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Sunday, March 6, 2011

Heart in Ed Tech? You Bet!

A real Alaska Bushman.
He's available for parties.
As many of you know, last month I had the opportunity to visit Anchorage, Alaska to work with teachers in the newly created Alaska's Learning Network. I was excited about this opportunity for two reasons. One, I had never been to Alaska and it's always nice to go somewhere new. Two, when looking at the agenda for the two and one half days it looked like there was going to be a lot of time for participants to actually dig-in and try out new things.

I arrived in Anchorage in the late afternoon, checked into my hotel and sent a text to AKLN's executive director Steve Pine to confirm dinner plans. While waiting for Steve I was met by Christina Hum, Ryan Stanley, Shelby Burrous, and many of the program's participants. On the walk to dinner with the group (about 35 people in total) I knew that this wasn't your everyday ed tech workshop. What was different about this group? Everyone there had to apply to participate. Being accepted meant that all your expenses were paid for participation (in most cases this meant airfare - sometimes in bush planes - hotels, and meals) and you could earn graduate credit at no cost. So I had to ask how they chose people for this opportunity, Ryan told me, "we didn't look for people with technical skills, we looked for people that had the heart for learning."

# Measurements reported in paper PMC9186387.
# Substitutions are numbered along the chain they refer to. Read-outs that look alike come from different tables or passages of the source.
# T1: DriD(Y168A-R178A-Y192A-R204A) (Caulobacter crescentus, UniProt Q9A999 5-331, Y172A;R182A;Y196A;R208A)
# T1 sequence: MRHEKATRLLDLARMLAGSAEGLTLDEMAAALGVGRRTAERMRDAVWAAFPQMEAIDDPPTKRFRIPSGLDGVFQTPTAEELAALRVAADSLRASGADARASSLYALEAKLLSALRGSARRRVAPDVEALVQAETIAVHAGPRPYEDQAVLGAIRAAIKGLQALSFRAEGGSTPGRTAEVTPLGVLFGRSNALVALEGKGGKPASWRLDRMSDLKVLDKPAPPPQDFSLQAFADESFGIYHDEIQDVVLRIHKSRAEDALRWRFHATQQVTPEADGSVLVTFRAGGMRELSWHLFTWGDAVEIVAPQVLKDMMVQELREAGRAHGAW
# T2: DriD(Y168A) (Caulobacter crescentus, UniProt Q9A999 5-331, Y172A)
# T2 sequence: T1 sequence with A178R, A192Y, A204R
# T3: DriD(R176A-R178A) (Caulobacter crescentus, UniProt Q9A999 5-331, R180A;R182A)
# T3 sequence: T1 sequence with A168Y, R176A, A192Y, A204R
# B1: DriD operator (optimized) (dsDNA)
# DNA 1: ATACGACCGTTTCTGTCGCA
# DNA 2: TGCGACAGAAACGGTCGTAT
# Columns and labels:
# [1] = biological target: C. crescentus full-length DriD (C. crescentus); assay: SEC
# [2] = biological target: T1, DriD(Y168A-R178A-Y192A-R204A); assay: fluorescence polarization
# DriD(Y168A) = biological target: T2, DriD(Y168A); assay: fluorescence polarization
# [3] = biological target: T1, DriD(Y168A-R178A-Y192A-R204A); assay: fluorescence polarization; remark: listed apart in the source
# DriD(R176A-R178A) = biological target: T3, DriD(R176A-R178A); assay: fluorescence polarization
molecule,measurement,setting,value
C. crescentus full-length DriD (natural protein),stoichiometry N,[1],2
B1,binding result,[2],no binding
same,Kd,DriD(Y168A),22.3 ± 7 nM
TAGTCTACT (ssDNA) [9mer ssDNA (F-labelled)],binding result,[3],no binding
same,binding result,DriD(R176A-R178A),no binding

AKLN Staff at Thursday night's dinner.
Friday morning I took the stage to give a short presentation about three tiers of technology integration. It was an intimate setting that really allowed me to read the room as I talked. What I noticed most in the eyes of those in attendance was curiosity. Most of the folks in attendance were very new to Web 2.0 tools and I would have understood if they had looks of confusion, but they didn't, they were curious. Ryan's criteria of "heart for learning" showed in the people AKLN selected.

After my presentation I spent the next couple of hours going from table to table talking and working with program participants. It was great to have some one-on-one time to follow-up with people who had questions and wanted to learn more about things I mentioned in my presentation. I truly wish that I had had more time to meet with everyone in attendance. At the end of my time with AKLN I walked away with the feeling that this was an exciting group of teacher learners and their students are going to benefit from having them as teachers. What made this happen? People who have the heart for being teacher learners and time to dig-in and try the things presented to them. Too often PD is a day of prescribed activities that have no immediate (if any) value to the educators forced to endure them. That is not the case at AKLN. If you're looking for a model of effective PD look no further than the 49th state in the US.
AKLN teachers digging-in to try out new tools for their classrooms.